This morning David Bilcock and I both saw our first WHIMBREL of the year. It flew over us, heading north-east, while we were by the bench near the Mead’s footpath – not once did we hear it call. Also we watched two Dunlin fly around trying in vain to find somewhere to land. I also heard a GRASSHOPPER WARBLER in Rushy Meadow but couldn’t see it. The ploughed field held four Wheatear this morning – this really is a remarkable series of records for this location. Several Yellow Wagtails also flew over as I was walking back from the res to home (Roy Hargreaves).

First DUKE's emerging in the continuing fabulous weather

Ivinghoe Beacon area:

Garden Warblers singing and showing well in the thicker scrub of Steps Hill, also 3 (or more) Lssr Whitethroats singing all morning to 12.30 at least, but showing only sporadically. Supporting cast of Blackcaps, Cmmn Whitethoats, Willows and Chiffs in full song. A gorgeous morning.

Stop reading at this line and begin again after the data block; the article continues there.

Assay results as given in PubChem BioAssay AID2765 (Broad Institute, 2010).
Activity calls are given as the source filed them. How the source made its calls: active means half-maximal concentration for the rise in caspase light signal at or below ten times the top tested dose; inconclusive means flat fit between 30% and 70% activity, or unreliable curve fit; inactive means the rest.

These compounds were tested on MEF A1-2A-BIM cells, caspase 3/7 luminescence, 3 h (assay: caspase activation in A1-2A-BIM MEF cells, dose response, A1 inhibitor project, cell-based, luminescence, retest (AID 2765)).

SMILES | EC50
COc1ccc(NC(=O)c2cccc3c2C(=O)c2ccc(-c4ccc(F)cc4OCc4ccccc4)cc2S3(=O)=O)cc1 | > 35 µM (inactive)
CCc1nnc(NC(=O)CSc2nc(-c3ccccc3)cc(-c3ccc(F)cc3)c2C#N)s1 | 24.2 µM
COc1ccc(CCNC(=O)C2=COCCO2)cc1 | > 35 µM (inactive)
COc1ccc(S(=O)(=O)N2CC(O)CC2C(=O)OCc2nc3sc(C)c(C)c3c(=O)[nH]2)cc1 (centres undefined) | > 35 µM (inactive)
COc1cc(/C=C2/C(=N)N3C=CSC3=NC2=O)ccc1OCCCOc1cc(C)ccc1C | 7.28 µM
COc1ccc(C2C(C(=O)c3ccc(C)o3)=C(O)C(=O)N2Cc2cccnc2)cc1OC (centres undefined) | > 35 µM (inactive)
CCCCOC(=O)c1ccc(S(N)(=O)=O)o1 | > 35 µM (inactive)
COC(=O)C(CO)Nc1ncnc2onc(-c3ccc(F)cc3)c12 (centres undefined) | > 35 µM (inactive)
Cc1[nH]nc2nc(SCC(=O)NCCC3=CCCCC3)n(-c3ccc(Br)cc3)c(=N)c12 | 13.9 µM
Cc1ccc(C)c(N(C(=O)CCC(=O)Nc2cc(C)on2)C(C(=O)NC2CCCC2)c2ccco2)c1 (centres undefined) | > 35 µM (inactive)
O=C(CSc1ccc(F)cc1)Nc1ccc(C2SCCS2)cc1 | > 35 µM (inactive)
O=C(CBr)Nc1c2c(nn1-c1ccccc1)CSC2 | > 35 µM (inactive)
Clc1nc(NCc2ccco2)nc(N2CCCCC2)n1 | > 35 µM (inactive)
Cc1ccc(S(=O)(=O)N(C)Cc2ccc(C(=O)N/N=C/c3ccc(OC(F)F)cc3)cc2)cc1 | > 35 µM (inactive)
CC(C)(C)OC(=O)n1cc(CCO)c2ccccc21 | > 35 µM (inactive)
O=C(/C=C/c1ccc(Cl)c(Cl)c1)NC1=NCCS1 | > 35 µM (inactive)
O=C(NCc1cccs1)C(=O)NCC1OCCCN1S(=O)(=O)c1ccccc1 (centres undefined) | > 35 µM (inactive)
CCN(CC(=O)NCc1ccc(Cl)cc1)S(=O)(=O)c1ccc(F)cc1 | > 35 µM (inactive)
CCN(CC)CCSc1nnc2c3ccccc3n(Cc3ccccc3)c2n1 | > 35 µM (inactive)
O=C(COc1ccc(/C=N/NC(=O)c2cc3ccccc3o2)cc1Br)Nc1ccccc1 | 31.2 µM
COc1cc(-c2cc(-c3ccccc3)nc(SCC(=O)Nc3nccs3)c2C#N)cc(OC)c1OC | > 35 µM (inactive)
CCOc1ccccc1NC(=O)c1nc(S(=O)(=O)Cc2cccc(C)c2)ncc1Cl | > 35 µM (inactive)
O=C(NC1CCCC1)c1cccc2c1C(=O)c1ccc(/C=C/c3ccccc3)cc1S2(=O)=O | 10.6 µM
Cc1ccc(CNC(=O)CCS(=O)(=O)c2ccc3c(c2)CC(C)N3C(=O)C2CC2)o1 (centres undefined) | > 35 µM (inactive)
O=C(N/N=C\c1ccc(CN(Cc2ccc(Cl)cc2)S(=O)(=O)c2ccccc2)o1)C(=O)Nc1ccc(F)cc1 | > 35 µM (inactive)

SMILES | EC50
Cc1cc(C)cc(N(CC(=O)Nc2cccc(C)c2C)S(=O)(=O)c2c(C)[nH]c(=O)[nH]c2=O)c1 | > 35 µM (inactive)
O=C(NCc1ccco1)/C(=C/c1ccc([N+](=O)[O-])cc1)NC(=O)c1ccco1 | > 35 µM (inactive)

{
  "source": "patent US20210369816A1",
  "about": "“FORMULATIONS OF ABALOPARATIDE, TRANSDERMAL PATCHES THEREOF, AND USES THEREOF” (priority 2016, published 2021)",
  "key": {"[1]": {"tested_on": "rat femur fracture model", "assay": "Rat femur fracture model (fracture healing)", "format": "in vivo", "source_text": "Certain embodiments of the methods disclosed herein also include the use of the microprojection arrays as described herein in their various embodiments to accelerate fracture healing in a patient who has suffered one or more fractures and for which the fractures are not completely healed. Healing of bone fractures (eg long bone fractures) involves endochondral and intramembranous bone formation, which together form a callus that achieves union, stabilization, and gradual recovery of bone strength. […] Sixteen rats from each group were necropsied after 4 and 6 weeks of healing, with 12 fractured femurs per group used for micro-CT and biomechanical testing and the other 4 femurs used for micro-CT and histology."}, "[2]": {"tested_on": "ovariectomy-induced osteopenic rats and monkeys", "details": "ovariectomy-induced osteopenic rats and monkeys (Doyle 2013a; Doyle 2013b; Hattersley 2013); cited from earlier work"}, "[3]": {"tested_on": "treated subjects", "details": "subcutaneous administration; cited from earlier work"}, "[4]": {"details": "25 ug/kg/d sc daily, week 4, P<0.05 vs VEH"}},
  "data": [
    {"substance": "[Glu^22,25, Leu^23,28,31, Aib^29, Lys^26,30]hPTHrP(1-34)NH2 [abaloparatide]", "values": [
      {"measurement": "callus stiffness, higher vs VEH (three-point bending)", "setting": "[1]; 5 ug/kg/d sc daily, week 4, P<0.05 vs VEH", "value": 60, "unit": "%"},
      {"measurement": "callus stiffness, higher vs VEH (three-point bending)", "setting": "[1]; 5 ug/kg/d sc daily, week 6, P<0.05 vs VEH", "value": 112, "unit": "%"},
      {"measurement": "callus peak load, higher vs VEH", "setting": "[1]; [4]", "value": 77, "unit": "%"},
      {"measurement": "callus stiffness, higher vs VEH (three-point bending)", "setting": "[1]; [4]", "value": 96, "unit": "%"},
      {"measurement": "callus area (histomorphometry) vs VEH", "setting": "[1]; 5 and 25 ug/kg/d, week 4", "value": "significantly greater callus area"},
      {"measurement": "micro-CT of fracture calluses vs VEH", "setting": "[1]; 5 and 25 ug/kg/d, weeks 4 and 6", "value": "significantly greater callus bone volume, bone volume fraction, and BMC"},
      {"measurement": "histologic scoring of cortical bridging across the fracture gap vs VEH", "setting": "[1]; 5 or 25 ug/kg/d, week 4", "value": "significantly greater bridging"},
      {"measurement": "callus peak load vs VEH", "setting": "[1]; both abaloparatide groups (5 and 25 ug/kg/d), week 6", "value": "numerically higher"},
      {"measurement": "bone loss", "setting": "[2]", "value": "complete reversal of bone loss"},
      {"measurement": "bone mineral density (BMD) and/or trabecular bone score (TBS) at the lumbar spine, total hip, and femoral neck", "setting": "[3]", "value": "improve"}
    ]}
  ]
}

Many butterflies including, my first for the year, Duke of Burgundies (at least 5) and many Green Hairsteaks and Grizzled Skippers and one Blue that was possibly an early Common as it was out on the downland.

Francis Buckle

Wednesday, 20 April 2011

This evening's rush-round - LGRE DIARY NOTES


Another day of high pressure and exceptional temperatures - almost 20 degrees higher than average for this time of year at an incredible 79 degrees fahrenheit. The wind remained in the Southeast too - still bringing in large numbers of common migrants and the odd rare.........


This evening (1818 hours at least), the adult summer BLACK TERN was still traversing both the Bucks and Herts sections of Startop's End Reservoir, often resting on the algae bunds for long periods. A procession of birders came and went including John Gooders and his partner, Chaz Jackson, DB, JON and SR. The gleaming white undertail-coverts heavily contrasted with the black plumage - the bird constituting a year tick for me on both counts.